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I wrote a couple of Java classes—SingleThreadedCompute and MultithreadedCompute—to demonstrate the fact (or what I always thought was a fact!) that if you parallelize a compute-centric (no I/O) task on a single core machine, you don't get a speedup. Indeed my understanding is that parallelizing such tasks actually slows things down because now you have to deal with context-switching overhead. Well, I ran the classes and the parallel version unexpectedly runs faster: the single-threaded version is consistently running at just over 7 seconds on my machine, and the multithreaded version is consistently running at just over 6 seconds on my machine. Can anybody explain how this is possible?

Here are the classes if anybody wants to look or try it for themselves.

public final class SingleThreadedCompute {
    private static final long _1B = 1000000000L; // one billion

    public static void main(String[] args) {
    	long startMs = System.currentTimeMillis();

    	long total = 0;
    	for (long i = 0; i < _1B; i++) { total += i; }
    	System.out.println("total=" + total);

    	long elapsedMs = System.currentTimeMillis() - startMs;
    	System.out.println("Elapsed time: " + elapsedMs + " ms");
    }
}

Here's the multithreaded version:

public final class MultithreadedCompute {
    private static final long _1B = 1000000000L; // one billion
    private static final long _100M = _1B / 10L;

    public static void main(String[] args) {
    	long startMs = System.currentTimeMillis();

    	System.out.println("Creating workers");
    	Worker[] workers = new Worker[10];
    	for (int i = 0; i < 10; i++) {
    		workers[i] = new Worker(i * _100M, (i+1) * _100M);
    	}

    	System.out.println("Starting workers");
    	for (int i = 0; i < 10; i++) { workers[i].start(); }

    	for (int i = 0; i < 10; i++) {
    		try {
    			workers[i].join();
    			System.out.println("Joined with thread " + i);
    		} catch (InterruptedException e) { /* can't happen */ }
    	}

    	System.out.println("Summing worker totals");
    	long total = 0;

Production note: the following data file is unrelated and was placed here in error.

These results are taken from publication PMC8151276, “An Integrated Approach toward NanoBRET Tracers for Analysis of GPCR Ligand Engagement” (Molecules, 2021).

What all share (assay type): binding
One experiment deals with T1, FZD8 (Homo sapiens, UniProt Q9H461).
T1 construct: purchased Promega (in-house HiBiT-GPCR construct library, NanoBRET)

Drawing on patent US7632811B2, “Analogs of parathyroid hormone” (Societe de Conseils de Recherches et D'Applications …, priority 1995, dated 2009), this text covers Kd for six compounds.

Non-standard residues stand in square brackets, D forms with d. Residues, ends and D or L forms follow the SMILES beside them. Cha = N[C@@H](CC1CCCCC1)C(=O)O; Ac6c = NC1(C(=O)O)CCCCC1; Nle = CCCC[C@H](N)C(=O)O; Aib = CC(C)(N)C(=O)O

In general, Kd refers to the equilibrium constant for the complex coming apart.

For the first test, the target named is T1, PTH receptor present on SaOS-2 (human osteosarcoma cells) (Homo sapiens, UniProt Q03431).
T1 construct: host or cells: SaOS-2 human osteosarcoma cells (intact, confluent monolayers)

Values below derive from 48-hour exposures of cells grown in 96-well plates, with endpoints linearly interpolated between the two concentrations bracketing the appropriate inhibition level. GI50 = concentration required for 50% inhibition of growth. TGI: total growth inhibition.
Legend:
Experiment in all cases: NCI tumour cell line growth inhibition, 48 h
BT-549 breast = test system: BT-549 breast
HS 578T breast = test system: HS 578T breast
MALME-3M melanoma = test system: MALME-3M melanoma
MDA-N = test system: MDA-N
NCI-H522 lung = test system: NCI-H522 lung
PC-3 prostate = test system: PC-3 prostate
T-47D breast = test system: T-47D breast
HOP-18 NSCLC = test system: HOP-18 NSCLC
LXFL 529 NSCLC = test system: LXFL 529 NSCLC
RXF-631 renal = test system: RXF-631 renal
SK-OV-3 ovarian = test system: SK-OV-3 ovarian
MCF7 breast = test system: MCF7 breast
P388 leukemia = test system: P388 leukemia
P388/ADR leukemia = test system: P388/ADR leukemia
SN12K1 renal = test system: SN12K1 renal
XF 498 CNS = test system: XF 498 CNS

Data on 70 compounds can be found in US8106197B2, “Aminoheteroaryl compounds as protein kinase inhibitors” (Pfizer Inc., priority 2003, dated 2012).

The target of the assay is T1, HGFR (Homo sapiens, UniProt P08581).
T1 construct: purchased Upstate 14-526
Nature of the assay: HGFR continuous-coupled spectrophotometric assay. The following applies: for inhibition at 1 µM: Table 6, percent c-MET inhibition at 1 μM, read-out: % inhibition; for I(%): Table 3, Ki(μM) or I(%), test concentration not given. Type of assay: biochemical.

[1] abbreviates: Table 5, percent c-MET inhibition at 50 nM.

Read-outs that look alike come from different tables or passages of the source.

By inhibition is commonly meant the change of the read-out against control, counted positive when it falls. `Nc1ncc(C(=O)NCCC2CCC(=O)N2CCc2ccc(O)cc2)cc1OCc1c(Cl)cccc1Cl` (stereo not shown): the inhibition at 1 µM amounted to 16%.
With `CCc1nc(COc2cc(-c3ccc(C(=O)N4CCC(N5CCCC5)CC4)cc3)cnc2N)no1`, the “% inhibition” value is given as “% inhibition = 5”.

for (int i = 0; i < 10; i++) { total += workers[i].getTotal(); }
    	System.out.println("total=" + total);

    	long elapsedMs = System.currentTimeMillis() - startMs;
    	System.out.println("Elapsed time: " + elapsedMs + " ms");
    }

    private static class Worker extends Thread {
    	private long start, end;
    	private long total;

    	public Worker(long start, long end) {
    		this.start = start;
    		this.end = end;
    	}

    	public void run() {
    		System.out.println("Computing sum " + start + " + ... + (" + end + " - 1)");
    		for (long i = start; i < end; i++) { total += i; }
    	}

    	public long getTotal() { return total; }
    }
}

Here's the output from running the single-threaded version:

total=499999999500000000
Elapsed time: 7031 ms

And here's the output from running the multithreaded version:

Creating workers
Starting workers
Computing sum 0 + ... + (100000000 - 1)
Computing sum 100000000 + ... + (200000000 - 1)
Computing sum 200000000 + ... + (300000000 - 1)
Computing sum 300000000 + ... + (400000000 - 1)
Computing sum 400000000 + ... + (500000000 - 1)
Computing sum 500000000 + ... + (600000000 - 1)
Computing sum 600000000 + ... + (700000000 - 1)
Computing sum 700000000 + ... + (800000000 - 1)
Computing sum 800000000 + ... + (900000000 - 1)
Computing sum 900000000 + ... + (1000000000 - 1)
Joined with thread 0
Joined with thread 1
Joined with thread 2
Joined with thread 3
Joined with thread 4
Joined with thread 5
Joined with thread 6
Joined with thread 7
Joined with thread 8
Joined with thread 9
Summing worker totals
total=499999999500000000
Elapsed time: 6172 ms


EDIT: Information on the environment:

  • Microsoft Windows XP Professional Version 2002, SP3
  • Dell Precision 670
  • Intel Xeon CPU 2.80GHz, 1 MB L2 cache

Not sure how to prove it's a single core machine other than by stating the spec above and by noting that back when I bought the machine (Aug 2005), single cores were the standard and I didn't upgrade to multicore (if that was even an option... I don't remember). If there's somewhere in Windows I can check other than System Properties (which shows the info above) let me know and I'll check.


Here are five consecutive ST and MT runs:

FIVE SINGLETHREADED RUNS:

total=499999999500000000 Elapsed time: 7000 ms

total=499999999500000000 Elapsed time: 7031 ms

total=499999999500000000 Elapsed time: 6922 ms

total=499999999500000000 Elapsed time: 6968 ms

total=499999999500000000 Elapsed time: 6938 ms


FIVE MULTITHREADED RUNS:

total=499999999500000000 Elapsed time: 6047 ms

total=499999999500000000 Elapsed time: 6141 ms

total=499999999500000000 Elapsed time: 6063 ms

total=499999999500000000 Elapsed time: 6282 ms